Jan. 29, 2011 —
Afghans in the Maywand District, Afghanistan carry tools to a Cash For Work worksite. Afghans are supplied with tools, that they sign out every morning, to complete their tasks for the day. Photo by Spc. Edward Garibay.
COMBAT OUTPOST RATH, Afghanistan (Jan. 28, 2011) — A new U.S. Army program called Cash For Work gives Afghans a reason to refuse Taliban employment and promotes relations between the U.S. and locals.
One of the many units running the program is Company H (Hawk Co.), 3rd Squadron, 2nd Striker Cavalry Regiment and they provide steady work for Afghans in the Maiwand District.
“It’s almost like an after-school program,” said Spc. Matthew Molloy, Hawk Co. infantryman and a Marietta, Ga., native. “It keeps people from getting involved with the wrong crowd.”
Molloy said Cash For Work has become extremely popular. Despite threats from Taliban, people travel from distant villages to come and participate.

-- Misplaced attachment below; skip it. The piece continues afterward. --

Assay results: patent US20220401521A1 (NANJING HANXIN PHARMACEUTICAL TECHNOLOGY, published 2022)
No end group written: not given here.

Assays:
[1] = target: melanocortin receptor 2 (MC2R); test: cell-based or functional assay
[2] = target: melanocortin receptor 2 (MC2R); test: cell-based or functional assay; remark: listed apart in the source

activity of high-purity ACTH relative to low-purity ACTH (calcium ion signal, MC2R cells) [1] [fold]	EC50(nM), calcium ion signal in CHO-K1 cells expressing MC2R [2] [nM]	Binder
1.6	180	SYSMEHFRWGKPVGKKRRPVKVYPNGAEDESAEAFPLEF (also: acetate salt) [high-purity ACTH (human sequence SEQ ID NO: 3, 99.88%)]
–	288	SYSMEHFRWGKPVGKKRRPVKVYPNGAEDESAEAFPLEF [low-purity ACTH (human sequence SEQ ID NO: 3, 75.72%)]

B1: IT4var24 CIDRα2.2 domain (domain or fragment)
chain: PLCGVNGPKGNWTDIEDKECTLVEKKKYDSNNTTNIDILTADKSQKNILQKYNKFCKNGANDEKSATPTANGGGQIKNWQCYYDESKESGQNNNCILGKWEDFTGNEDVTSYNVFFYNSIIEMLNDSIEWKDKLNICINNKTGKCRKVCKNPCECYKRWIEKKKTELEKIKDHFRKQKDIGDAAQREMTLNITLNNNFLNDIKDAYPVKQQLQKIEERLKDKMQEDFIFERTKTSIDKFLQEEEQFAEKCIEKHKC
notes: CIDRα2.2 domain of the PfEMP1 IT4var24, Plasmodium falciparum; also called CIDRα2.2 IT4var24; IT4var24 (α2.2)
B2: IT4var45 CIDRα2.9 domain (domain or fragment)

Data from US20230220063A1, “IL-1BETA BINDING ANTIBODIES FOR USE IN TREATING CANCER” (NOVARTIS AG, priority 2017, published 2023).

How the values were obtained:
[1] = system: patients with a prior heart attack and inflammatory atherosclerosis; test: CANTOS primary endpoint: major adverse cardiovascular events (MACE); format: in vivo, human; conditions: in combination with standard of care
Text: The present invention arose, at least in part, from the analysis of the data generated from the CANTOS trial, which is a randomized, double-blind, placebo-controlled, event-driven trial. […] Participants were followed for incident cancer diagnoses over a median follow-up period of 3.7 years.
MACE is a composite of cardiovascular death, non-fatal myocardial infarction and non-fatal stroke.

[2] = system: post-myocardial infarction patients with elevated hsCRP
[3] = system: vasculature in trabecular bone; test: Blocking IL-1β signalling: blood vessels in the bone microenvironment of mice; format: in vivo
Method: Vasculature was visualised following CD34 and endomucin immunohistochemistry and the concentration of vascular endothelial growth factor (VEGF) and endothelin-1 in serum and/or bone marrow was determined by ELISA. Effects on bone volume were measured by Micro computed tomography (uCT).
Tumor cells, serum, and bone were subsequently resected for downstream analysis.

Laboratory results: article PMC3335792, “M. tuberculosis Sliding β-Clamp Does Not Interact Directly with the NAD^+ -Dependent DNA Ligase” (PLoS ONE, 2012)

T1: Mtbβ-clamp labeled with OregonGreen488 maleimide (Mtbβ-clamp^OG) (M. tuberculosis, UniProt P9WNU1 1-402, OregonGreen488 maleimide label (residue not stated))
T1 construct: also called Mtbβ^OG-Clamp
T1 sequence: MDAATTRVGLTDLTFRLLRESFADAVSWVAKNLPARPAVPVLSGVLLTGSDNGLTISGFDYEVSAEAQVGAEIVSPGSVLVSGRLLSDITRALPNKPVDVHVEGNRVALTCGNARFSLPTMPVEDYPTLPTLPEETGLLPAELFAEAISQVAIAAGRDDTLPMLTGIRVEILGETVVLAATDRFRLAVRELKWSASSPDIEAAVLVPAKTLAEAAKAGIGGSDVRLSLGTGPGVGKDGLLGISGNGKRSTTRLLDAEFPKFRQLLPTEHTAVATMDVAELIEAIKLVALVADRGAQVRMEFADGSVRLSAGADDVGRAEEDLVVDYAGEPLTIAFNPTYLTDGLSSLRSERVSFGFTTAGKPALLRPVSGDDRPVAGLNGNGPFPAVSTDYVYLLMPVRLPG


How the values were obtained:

“I want to build my country and my government,” said an Afghan Cash For Work foreman. “I want to provide for my family and bring food home to them.”
Workers are given 300 Afghani [(about seven U.S. dollars] a day to pick up trash, tear down ruins and build Afghan National Police check points, among other things.
Normally, contractors are put in charge of projects, and they give jobs to local Afghans of their choosing, said 1st Lt. Alexander Frank, Hawk Co. 3rd platoon leader. Cash For Work allows Hawk Co. to deal with the Afghans directly, so they don’t get taken advantage of.
“Now anyone who wants to work can come work,” said Frank, a Washington D.C., native. “They start trusting us and see that we’re here to help them.”
Frank said trust is a big thing when it comes to keeping both the Afghan people and the soldiers safe. The U.S. forces provide security for the workers and the surrounding community, and in return the locals point out improvised explosive devices and suspicious activities.
Another benefit of the Cash For Work program is anyone who wants to participate must have his or her biometrics taken. Their fingerprints and retina scan are put into a database to help identify them later.
Having them on file serves as a deterrent for anyone possibly thinking of aiding Taliban, said Frank.
In the future, Hawk Co. plans to set up more projects to further aid the community such as cleaning water supply systems and building flood-prevention measures.